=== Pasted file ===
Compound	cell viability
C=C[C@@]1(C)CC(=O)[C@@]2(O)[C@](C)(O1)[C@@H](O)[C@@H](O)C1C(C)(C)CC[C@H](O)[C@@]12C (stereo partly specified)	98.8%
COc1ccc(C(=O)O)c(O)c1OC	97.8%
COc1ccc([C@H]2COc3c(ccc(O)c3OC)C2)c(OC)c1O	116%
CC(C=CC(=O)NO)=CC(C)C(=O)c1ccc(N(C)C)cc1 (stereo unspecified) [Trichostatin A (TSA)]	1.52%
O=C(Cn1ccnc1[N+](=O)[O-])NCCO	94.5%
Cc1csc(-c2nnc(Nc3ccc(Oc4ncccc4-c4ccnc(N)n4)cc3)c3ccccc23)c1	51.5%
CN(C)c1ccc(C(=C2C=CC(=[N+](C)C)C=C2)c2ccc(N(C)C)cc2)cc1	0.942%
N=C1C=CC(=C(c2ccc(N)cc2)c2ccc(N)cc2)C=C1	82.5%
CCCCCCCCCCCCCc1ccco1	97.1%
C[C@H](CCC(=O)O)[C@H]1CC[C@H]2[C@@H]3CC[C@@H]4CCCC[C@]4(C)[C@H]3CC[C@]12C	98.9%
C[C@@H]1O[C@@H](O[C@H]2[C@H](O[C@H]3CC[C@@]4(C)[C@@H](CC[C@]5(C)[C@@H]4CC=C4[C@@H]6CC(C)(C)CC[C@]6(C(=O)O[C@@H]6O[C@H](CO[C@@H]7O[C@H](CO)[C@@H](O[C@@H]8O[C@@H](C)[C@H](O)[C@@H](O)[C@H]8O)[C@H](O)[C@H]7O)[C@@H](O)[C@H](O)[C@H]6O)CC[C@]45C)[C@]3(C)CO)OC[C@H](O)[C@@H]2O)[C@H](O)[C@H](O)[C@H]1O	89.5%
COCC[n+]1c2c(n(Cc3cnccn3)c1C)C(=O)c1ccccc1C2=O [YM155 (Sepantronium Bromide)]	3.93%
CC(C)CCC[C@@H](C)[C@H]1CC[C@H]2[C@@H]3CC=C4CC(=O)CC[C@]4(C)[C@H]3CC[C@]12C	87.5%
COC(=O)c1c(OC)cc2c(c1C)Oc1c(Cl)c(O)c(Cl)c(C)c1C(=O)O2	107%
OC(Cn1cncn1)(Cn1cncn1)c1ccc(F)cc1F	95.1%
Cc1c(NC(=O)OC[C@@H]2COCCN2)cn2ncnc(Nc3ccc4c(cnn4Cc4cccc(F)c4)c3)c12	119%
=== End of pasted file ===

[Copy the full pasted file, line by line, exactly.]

Compound	cell viability
C=C[C@@]1(C)CC(=O)[C@@]2(O)[C@](C)(O1)[C@@H](O)[C@@H](O)C1C(C)(C)CC[C@H](O)[C@@]12C (stereo partly specified)	98.8%
COc1ccc(C(=O)O)c(O)c1OC	97.8%
COc1ccc([C@H]2COc3c(ccc(O)c3OC)C2)c(OC)c1O	116%
CC(C=CC(=O)NO)=CC(C)C(=O)c1ccc(N(C)C)cc1 (stereo unspecified) [Trichostatin A (TSA)]	1.52%
O=C(Cn1ccnc1[N+](=O)[O-])NCCO	94.5%
Cc1csc(-c2nnc(Nc3ccc(Oc4ncccc4-c4ccnc(N)n4)cc3)c3ccccc23)c1	51.5%
CN(C)c1ccc(C(=C2C=CC(=[N+](C)C)C=C2)c2ccc(N(C)C)cc2)cc1	0.942%
N=C1C=CC(=C(c2ccc(N)cc2)c2ccc(N)cc2)C=C1	82.5%
CCCCCCCCCCCCCc1ccco1	97.1%
C[C@H](CCC(=O)O)[C@H]1CC[C@H]2[C@@H]3CC[C@@H]4CCCC[C@]4(C)[C@H]3CC[C@]12C	98.9%
C[C@@H]1O[C@@H](O[C@H]2[C@H](O[C@H]3CC[C@@]4(C)[C@@H](CC[C@]5(C)[C@@H]4CC=C4[C@@H]6CC(C)(C)CC[C@]6(C(=O)O[C@@H]6O[C@H](CO[C@@H]7O[C@H](CO)[C@@H](O[C@@H]8O[C@@H](C)[C@H](O)[C@@H](O)[C@H]8O)[C@H](O)[C@H]7O)[C@@H](O)[C@H](O)[C@H]6O)CC[C@]45C)[C@]3(C)CO)OC[C@H](O)[C@@H]2O)[C@H](O)[C@H](O)[C@H]1O	89.5%
COCC[n+]1c2c(n(Cc3cnccn3)c1C)C(=O)c1ccccc1C2=O [YM155 (Sepantronium Bromide)]	3.93%
CC(C)CCC[C@@H](C)[C@H]1CC[C@H]2[C@@H]3CC=C4CC(=O)CC[C@]4(C)[C@H]3CC[C@]12C	87.5%
COC(=O)c1c(OC)cc2c(c1C)Oc1c(Cl)c(O)c(Cl)c(C)c1C(=O)O2	107%
OC(Cn1cncn1)(Cn1cncn1)c1ccc(F)cc1F	95.1%
Cc1c(NC(=O)OC[C@@H]2COCCN2)cn2ncnc(Nc3ccc4c(cnn4Cc4cccc(F)c4)c3)c12	119%